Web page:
McMullen believes Mulholland would have been outwardly confident he could repair the St. Francis.
"When Mulholland built the aqueduct, a clog totally inverted the pipe, made it concave. He started adding pressure slowly" and caulked the massive pipe when it was again rounded to relay rushing waters.
"He was very good in his own way in coming with devices" to fix problems quickly and cheaply, McMullen said.
"I'm sure Mulholland was confident he could fix anything."
Oakum is an ancient fix, first used to seal gaps between the planks of a wooden ship's hull. It was a mixture of hemp or jute fibers (think old, unraveled rope) soaked in tar. When stuffed into the gaps, oakum worked well to keep out the water upon which the ship gently floated.
But on the face of a dam with pressure from more than 12 billion gallons of water behind it, "There is no way oakum would work," McMullen said. "It was obviously an attempt by Mulholland" to fix the dam by any method.
"It's an interesting indication of how Mulholland was trying what is basically a plumbing fix on a dam," he said. "It does show he was concerned. If someone is going out, trying to find ways to fix things totally against the norm, you'll find somebody fairly desperate."
Thomas M. McMullen
McMullen spent several days at the dam site, now just rubble after the city of Los Angeles and its Department of Water & Power destroyed the so-called "tombstone" in May 1929 — a section of the dam that was left standing when its eastern and western abutments disintegrated. Several months after the disaster, a youth had fallen from the tombstone, dying on impact at the inadequate toe of the dam, 195 feet below.
"I think the blowing up of the dam" and the jackhammering of remnants strewn through the canyon "was interesting," McMullen said. "The city didn't want any publicity, didn't want anyone to bring it up again. It was in their best interest" to bury the true story of the St. Francis Dam Disaster and forget it ever happened.
McMullen said he gained much knowledge from writing his thesis. He read about the circa-1910 Olive Bridge Dam, which was built to the highest standards. Some defenders of Mulholland claimed it didn't exist at the time the St. Francis was planned.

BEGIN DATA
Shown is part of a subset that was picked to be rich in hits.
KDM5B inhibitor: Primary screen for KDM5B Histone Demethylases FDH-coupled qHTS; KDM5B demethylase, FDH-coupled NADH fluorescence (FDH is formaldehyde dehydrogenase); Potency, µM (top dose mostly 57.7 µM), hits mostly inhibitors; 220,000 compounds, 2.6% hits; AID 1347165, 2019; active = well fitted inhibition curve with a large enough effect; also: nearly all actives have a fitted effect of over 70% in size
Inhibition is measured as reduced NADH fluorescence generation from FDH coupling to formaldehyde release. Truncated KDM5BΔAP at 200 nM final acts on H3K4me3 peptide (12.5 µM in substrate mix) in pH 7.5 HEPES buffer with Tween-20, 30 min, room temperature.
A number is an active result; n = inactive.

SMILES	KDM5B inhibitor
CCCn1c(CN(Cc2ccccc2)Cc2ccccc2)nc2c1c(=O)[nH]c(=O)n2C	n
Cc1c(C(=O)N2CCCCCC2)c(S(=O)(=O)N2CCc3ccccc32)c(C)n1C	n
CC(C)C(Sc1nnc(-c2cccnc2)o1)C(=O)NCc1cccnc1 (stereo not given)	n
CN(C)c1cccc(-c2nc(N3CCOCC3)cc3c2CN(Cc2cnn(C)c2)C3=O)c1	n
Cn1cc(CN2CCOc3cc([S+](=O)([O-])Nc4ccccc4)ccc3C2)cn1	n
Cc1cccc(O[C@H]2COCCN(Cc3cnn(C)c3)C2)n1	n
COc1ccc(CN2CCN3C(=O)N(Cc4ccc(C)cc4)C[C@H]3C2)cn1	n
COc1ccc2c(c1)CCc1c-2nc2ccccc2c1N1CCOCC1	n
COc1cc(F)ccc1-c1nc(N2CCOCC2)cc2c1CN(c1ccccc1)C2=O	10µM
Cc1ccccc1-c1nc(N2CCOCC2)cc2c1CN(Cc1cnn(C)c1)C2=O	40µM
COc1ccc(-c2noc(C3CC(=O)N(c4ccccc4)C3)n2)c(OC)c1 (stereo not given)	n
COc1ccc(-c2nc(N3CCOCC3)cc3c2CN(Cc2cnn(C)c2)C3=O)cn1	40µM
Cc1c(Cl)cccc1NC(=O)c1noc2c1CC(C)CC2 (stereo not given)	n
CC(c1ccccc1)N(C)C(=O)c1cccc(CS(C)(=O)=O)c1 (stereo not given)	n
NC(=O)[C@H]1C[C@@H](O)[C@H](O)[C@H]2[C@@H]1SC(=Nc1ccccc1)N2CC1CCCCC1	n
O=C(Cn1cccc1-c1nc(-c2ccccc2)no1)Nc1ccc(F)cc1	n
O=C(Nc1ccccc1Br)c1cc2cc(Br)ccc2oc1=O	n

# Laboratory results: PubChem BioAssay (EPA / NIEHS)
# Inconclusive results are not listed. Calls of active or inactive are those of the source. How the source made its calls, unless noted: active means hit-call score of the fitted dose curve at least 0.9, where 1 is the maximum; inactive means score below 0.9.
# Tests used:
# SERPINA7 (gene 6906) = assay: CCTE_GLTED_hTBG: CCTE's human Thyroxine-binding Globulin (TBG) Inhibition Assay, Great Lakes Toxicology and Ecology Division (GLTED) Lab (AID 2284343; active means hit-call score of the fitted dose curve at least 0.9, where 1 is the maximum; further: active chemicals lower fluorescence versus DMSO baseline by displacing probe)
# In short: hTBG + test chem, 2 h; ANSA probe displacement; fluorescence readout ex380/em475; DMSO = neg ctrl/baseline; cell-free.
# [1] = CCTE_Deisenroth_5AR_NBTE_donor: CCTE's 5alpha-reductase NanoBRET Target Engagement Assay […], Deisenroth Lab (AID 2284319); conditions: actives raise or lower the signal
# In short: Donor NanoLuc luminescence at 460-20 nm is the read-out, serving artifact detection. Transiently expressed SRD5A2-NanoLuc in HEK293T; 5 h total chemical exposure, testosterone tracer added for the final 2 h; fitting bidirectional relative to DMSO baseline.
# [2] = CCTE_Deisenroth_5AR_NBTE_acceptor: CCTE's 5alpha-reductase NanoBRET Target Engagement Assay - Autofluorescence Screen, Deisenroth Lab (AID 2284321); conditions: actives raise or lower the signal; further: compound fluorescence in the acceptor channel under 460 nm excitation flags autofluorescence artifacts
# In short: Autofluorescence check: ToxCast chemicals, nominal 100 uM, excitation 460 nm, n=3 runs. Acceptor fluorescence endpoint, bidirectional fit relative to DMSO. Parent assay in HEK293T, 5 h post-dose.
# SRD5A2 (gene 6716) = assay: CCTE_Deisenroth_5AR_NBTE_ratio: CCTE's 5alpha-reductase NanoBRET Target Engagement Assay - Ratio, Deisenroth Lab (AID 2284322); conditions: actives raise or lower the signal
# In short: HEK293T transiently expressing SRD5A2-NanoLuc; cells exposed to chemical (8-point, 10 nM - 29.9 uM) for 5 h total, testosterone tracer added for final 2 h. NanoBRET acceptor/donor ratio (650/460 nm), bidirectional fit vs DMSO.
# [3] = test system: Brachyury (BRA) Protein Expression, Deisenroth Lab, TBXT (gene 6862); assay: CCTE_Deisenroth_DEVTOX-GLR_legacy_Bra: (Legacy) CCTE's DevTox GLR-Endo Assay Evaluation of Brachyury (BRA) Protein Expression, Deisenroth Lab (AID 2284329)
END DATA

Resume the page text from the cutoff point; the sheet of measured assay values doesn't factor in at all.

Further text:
Some have even claimed Mulholland didn't know the concrete would have to be cured and cooled down, since the material was naturally hot during August pours.
"It's incomprehensible to me that Mulholland wouldn't know," McMullen said. "I'm sure he had knowledge of heat generation."
But he's also certain Mulholland didn't consider that the thick, uneven pours, lacking concentration joints and grouting, would prove catastrophic.
"There was no consistency" to the materials, sections or pours, McMullen said — and perhaps not even to the reasoning — that created the St. Francis Dam.
McMullen believes Mulholland and the Department of Water & Power could have been found criminally negligent for the construction of the St. Francis Dam, which was undertaken in secret and completed at record speed, due to fears that the water supply to Los Angeles could be disrupted by the failure of the aqueduct, — the apex of the self-taught engineer's career.
The fear of failure stemmed from sabotage by Owens Valley farmers, whose own water supply was drained when the aqueduct started to flow in 1913.
By 1928, Owens Lake was dry, its consistency much like the talcum-powder feel of the concrete remnants of the St. Francis Dam. Generations later, it's still a disgraceful chapter in the City of Angels' history.
When it comes to the St. Francis Dam Disaster, Mulholland took the fall for the city that spent generations thereafter defending him ... and themselves.